Rishi Sunak is expected to shelve the proposed privatisation of Channel 4 after a backlash against the move from within his own cabinet.

Industry insiders expect the sale of Channel 4 to be dropped from the upcoming media bill as the prime minister overhauls policy pledges, according to the Financial Times.

“The decision to drop the sale of Channel 4 from the media bill has been signalled by Downing Street to industry and Whitehall,” the report said.

Under Boris Johnson, the government drew up plans to privatise the public service broadcaster, which is owned by the state but self-funded through advertising, as part of a wider effort to modernise the sector.

Sunak backed the move during his leadership campaign, arguing that Channel 4 needed a commercial owner to help it survive the rise of streaming services such as Netflix and Amazon.

He is now believed to be reviewing some of his campaign pledges as the recent market turmoil shifts Downing Street’s economic priorities.

Sunak has also faced opposition to the policy from members of his own cabinet. Earlier this year, Jeremy Hunt, now the chancellor, came out against the plans, saying it was important to maintain competition between Channel 4 and the BBC.

The environment secretary, Thérèse Coffey, praised Channel 4 at the broadcaster’s 40th anniversary celebrations this week, before leading attenders in a rendition of Happy Birthday.

“It’s likely that the government will want to quietly drop privatisation,” one senior Tory told the Financial Times. “It’s unpopular with some parts of the party, has a huge impact on our creative sector and the media bill can be pushed through without including it.”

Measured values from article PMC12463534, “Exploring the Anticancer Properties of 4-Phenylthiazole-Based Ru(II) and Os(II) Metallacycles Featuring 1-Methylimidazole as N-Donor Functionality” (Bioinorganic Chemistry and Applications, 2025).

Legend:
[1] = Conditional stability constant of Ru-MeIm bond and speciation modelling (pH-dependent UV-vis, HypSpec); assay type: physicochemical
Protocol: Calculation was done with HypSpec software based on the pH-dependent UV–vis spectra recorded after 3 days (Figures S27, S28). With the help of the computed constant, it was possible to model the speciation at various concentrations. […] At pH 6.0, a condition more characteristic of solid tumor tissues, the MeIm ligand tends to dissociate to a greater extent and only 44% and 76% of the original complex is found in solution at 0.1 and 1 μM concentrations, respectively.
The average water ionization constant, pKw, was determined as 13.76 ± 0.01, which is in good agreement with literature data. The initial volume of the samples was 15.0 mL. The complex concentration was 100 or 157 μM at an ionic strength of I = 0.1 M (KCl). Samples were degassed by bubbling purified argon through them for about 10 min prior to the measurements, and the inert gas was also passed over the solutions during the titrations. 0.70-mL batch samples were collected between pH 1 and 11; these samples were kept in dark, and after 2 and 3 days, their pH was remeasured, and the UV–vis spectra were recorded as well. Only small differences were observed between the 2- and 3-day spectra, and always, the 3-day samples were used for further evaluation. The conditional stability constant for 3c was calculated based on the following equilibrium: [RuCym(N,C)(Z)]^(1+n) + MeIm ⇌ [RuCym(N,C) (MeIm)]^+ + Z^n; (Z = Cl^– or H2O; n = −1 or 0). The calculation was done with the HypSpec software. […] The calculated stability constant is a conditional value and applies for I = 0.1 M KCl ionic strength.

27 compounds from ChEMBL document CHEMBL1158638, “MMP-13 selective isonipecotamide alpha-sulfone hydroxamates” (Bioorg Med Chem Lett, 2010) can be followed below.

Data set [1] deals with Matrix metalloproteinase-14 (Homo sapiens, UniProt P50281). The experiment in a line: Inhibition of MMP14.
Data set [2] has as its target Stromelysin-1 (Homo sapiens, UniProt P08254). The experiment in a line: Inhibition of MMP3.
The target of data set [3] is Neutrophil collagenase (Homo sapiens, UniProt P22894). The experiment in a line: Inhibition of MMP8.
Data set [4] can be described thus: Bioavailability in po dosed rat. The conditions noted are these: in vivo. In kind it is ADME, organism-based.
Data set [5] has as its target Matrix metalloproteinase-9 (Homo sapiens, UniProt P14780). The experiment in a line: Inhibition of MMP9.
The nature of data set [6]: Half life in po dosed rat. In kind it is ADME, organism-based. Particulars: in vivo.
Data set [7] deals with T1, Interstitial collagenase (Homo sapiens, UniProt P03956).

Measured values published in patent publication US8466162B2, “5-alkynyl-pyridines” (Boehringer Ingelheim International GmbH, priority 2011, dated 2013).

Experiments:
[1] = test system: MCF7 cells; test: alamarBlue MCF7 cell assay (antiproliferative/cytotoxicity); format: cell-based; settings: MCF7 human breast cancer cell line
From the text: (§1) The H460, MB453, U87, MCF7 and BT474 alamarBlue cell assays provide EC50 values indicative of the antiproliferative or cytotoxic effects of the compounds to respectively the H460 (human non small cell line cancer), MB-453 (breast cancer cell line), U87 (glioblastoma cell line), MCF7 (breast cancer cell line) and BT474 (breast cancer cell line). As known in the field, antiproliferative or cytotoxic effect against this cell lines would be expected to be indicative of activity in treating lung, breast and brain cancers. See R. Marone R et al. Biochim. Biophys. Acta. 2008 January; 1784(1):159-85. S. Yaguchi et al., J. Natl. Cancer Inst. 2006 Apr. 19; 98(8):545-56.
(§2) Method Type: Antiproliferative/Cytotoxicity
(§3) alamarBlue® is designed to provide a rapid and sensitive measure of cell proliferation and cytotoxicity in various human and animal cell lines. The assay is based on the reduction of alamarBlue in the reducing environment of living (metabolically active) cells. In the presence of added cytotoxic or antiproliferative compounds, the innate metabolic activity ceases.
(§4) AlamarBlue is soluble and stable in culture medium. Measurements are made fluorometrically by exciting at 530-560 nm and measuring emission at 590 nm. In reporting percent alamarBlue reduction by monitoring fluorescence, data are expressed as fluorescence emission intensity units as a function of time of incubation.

Plans to privatise Channel 4 have been widely criticised amid concerns about the impact on the UK’s independent production sector, which relies heavily on commissions from the youth-focused broadcaster.

Channel 4 has previously said a sale would cost the economy £3bn and put many production companies out of business.

An industry source reportedly said: “It looks like the government has decided not to go ahead with Channel 4. It makes complete sense. The world and his dog knew it was a political move and there wasn’t really any evidence.”

Any move to shelve the sale would come as a major boost to Channel 4, which was founded in 1982 and has fended off a number of previous privatisation threats.

Ditching the Channel 4 sale would also raise questions about the future of the government’s media bill, which contains measures to ensure the prominence of public service broadcasters on on-demand platforms, and a new code to protect audiences from harmful material.

An industry insider said there was a “very good chance it gets pulled” if privatisation was shelved. However, the culture secretary, Michelle Donelan, insisted this week she was going ahead with the bill.

A government spokesperson said: “The culture secretary has been clear that we are looking again at the business case for the sale of Channel 4. We will announce more on our plans in due course.”



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